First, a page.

Using novel environmental tracers to test the effectiveness of Natural Flood Management interventions


Natural Flood Management (NFM) techniques are being implemented throughout the UK in response to the increasing frequency and magnitude of flood events. NFM interventions include: reconnection of floodplains, changes in land use management, adding runoff attenuation features and in-channel modifications. These all seek to manage the sources and pathways of flood waters to delay, reduce or alter the flood pulse in a way which reduces the flood hazard. NFM is often focused in upland rural catchments to limit local flood hazards in addition to providing protection to larger downstream urban populations. Despite the increase of NFM schemes by public and private bodies, our understanding of the effectiveness of these interventions in mitigating flood impacts is limited due to difficulties in determining rainfall flowpaths through the catchment. Without this understanding, it is difficult to determine the extent to which NFM interventions contribute to decreased flood risk, and the scale of any benefits NFM might impart. This lack of evidence further limits the uptake and design of new NFM interventions, and may even mask the potential for NFM measures to increase flood risk in some situations and locations due to floodwater synchronisation1.

Figure 1: Detail of tracer productino and analysis used by Mikutus et al.5 , which utilised silica encapsulated DNA tracers to characterise aquifer properties.

Environmental tracers have long been used to assess hydrological flow paths in catchments, providing information on the source, route and residence time of water2.  However the use of environmental tracers such as isotopes and solutes are often constrained by local conditions, such as the geology and land use, which limit where each technique can be employed3. Recent advances in the use of artificial tracers, including eDNA techniques have shown that artificial tracers had better stability and recovery than traditional natural tracers4 allowing these to be applied in a wider range of temporal and spatial scales (Figure 1).

Encapsulated DNA microparticles in particular have been shown to be traceable at greater distances and at a lower concentration than more traditional solute tracers4.  Silica is a common mineral found in sands and silts that make up the sediment load in many natural waters. Silica particles can be easily synthesised in the lab from aqueous solution using cheap and non-toxic precursors. Their size can be tuned and controlled, their surface functionality is easily modified, and they can be incorporated with a range of different fluorescent, isotopic or organic labels (such as DNA). These properties make silica particles excellent substrates for making bespoke, multifunctional, tuneable and barcode-able tracer particles for studying fluid flow in natural water systems.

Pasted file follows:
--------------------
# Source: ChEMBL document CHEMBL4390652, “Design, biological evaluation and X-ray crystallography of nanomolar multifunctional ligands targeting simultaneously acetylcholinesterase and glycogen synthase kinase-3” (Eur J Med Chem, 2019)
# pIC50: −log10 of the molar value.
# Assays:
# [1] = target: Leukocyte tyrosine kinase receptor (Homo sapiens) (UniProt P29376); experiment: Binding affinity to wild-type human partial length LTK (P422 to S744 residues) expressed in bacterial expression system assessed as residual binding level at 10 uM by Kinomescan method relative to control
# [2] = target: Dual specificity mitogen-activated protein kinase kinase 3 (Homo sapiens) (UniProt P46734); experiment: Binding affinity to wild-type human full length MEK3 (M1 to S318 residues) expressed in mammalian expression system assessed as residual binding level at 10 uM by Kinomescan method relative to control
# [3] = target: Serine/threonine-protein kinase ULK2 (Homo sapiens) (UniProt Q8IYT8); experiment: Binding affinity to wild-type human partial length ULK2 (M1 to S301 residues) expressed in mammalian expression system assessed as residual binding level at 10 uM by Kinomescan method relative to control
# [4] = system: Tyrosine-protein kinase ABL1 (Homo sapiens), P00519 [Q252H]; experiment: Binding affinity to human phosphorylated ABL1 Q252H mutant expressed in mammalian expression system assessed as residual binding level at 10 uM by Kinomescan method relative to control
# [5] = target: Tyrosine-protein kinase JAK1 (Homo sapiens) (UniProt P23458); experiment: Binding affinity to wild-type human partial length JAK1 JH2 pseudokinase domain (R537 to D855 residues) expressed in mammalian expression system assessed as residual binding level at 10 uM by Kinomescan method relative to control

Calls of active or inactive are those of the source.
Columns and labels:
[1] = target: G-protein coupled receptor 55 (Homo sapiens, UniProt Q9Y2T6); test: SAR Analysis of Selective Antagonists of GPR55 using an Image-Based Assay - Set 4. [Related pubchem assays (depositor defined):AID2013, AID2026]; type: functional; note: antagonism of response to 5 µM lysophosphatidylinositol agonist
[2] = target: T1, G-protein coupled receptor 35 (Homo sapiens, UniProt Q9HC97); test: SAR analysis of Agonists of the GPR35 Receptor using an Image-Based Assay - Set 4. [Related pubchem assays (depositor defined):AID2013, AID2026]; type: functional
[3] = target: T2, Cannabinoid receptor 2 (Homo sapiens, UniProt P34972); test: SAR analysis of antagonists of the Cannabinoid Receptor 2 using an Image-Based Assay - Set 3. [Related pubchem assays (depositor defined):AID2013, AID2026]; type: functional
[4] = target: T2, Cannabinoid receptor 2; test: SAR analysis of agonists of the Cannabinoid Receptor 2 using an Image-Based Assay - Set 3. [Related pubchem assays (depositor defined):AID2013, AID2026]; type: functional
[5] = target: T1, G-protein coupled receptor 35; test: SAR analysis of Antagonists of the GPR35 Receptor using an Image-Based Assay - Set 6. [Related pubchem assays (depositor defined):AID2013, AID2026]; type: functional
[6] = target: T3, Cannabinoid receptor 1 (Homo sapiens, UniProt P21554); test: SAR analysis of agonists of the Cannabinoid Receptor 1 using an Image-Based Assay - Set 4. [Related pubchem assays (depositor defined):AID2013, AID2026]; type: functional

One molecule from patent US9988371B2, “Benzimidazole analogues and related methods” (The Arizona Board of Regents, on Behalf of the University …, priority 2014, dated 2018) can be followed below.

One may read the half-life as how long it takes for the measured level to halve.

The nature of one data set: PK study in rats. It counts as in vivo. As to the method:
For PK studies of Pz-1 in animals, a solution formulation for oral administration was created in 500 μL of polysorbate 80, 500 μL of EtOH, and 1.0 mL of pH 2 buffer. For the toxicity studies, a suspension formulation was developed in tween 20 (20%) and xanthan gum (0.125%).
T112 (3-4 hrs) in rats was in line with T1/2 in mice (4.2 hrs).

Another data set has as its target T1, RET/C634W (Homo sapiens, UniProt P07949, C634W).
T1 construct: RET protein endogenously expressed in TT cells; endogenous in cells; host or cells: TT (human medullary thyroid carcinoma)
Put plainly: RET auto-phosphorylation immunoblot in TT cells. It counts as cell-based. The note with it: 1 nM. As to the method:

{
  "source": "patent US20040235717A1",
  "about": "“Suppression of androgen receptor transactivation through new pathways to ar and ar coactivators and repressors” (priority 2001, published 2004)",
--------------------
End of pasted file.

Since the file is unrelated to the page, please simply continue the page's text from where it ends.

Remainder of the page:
Project goals

This studentship will pioneer the use of eDNA to assess NFM interventions by providing initial exploratory data and analysis on the feasibility and protocol of the technique. The student will be instrumental in identifying and introducing silica encapsulated DNA microparticle tracers into an upland Pennine catchment to track rainfall runoff. Laboratory based methods to identify a suitable eDNA tracer will be completed, followed by high-frequency field sampling in catchments where NFM measures have been introduced. These data will subsequently be used to provide the evidence required to ascertain the timing and magnitude of peak flood flows from different NFM interventions and tributaries. Coupling of experimental and observational data using novel tracer techniques in this manner will allow, for the first time, significant new insights into the potential for NFM techniques in managing flood risk in the UK and world-wide.


The successful candidate will benefit from inter-disciplinary training in hydrology in the School of Geography, and tracer synthesis and quantification with the School of Chemistry and School of Molecular and Cellular Biology. DNA laboratory techniques will be learnt in collaboration with project collaborators and colloid tracer manufacturing with the School of Chemistry. The nature of the project means that the student will be trained via informal internal training (e.g. qPCR methods, hydrological sampling) and external training programs and workshops (e.g.  DNA laboratory methods and hydrological modelling). An additional important part of the training will be to attend a national conference to present results and gain feedback. The student will be encouraged to submit a high quality paper for publication during the project, and will be supported in this process.